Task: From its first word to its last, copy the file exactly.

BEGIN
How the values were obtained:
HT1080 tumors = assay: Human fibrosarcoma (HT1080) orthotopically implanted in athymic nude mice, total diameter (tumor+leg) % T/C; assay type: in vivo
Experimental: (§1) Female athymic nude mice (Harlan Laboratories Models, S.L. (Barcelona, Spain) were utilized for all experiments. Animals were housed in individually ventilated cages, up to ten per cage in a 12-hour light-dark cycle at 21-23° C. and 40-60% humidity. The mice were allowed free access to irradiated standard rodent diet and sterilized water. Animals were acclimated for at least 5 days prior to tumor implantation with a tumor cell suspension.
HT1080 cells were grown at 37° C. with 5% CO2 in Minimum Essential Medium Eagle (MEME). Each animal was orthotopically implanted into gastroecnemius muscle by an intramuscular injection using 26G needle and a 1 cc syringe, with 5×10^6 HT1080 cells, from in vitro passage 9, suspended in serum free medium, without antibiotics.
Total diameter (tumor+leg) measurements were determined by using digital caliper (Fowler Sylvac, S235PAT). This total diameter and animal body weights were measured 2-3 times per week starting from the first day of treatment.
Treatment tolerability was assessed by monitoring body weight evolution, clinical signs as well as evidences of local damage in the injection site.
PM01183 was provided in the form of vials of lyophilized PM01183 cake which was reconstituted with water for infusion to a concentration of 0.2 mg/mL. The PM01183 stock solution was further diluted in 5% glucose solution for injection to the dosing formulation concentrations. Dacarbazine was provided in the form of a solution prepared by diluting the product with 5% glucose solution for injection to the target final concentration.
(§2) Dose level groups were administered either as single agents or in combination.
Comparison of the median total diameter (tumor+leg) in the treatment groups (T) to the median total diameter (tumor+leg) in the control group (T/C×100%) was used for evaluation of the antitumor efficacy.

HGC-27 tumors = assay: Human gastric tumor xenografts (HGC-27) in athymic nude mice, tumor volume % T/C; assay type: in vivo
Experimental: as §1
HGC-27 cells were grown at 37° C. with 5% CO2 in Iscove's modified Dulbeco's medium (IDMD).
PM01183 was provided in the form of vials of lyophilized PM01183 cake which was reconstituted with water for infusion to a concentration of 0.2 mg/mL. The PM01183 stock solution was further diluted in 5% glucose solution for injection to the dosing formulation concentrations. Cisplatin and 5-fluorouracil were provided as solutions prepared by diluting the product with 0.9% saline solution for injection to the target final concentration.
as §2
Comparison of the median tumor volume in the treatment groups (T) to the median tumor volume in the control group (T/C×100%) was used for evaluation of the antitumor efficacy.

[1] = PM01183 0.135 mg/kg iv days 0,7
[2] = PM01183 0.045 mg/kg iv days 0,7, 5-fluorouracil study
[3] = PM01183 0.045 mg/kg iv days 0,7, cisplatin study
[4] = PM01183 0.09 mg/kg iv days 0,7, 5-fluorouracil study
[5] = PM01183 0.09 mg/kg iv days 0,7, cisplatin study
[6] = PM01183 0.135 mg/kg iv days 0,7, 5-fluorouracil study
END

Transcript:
How the values were obtained:
HT1080 tumors = assay: Human fibrosarcoma (HT1080) orthotopically implanted in athymic nude mice, total diameter (tumor+leg) % T/C; assay type: in vivo
Experimental: (§1) Female athymic nude mice (Harlan Laboratories Models, S.L. (Barcelona, Spain) were utilized for all experiments. Animals were housed in individually ventilated cages, up to ten per cage in a 12-hour light-dark cycle at 21-23° C. and 40-60% humidity. The mice were allowed free access to irradiated standard rodent diet and sterilized water. Animals were acclimated for at least 5 days prior to tumor implantation with a tumor cell suspension.
HT1080 cells were grown at 37° C. with 5% CO2 in Minimum Essential Medium Eagle (MEME). Each animal was orthotopically implanted into gastroecnemius muscle by an intramuscular injection using 26G needle and a 1 cc syringe, with 5×10^6 HT1080 cells, from in vitro passage 9, suspended in serum free medium, without antibiotics.
Total diameter (tumor+leg) measurements were determined by using digital caliper (Fowler Sylvac, S235PAT). This total diameter and animal body weights were measured 2-3 times per week starting from the first day of treatment.
Treatment tolerability was assessed by monitoring body weight evolution, clinical signs as well as evidences of local damage in the injection site.
PM01183 was provided in the form of vials of lyophilized PM01183 cake which was reconstituted with water for infusion to a concentration of 0.2 mg/mL. The PM01183 stock solution was further diluted in 5% glucose solution for injection to the dosing formulation concentrations. Dacarbazine was provided in the form of a solution prepared by diluting the product with 5% glucose solution for injection to the target final concentration.
(§2) Dose level groups were administered either as single agents or in combination.
Comparison of the median total diameter (tumor+leg) in the treatment groups (T) to the median total diameter (tumor+leg) in the control group (T/C×100%) was used for evaluation of the antitumor efficacy.

HGC-27 tumors = assay: Human gastric tumor xenografts (HGC-27) in athymic nude mice, tumor volume % T/C; assay type: in vivo
Experimental: as §1
HGC-27 cells were grown at 37° C. with 5% CO2 in Iscove's modified Dulbeco's medium (IDMD).
PM01183 was provided in the form of vials of lyophilized PM01183 cake which was reconstituted with water for infusion to a concentration of 0.2 mg/mL. The PM01183 stock solution was further diluted in 5% glucose solution for injection to the dosing formulation concentrations. Cisplatin and 5-fluorouracil were provided as solutions prepared by diluting the product with 0.9% saline solution for injection to the target final concentration.
as §2
Comparison of the median tumor volume in the treatment groups (T) to the median tumor volume in the control group (T/C×100%) was used for evaluation of the antitumor efficacy.

[1] = PM01183 0.135 mg/kg iv days 0,7
[2] = PM01183 0.045 mg/kg iv days 0,7, 5-fluorouracil study
[3] = PM01183 0.045 mg/kg iv days 0,7, cisplatin study
[4] = PM01183 0.09 mg/kg iv days 0,7, 5-fluorouracil study
[5] = PM01183 0.09 mg/kg iv days 0,7, cisplatin study
[6] = PM01183 0.135 mg/kg iv days 0,7, 5-fluorouracil study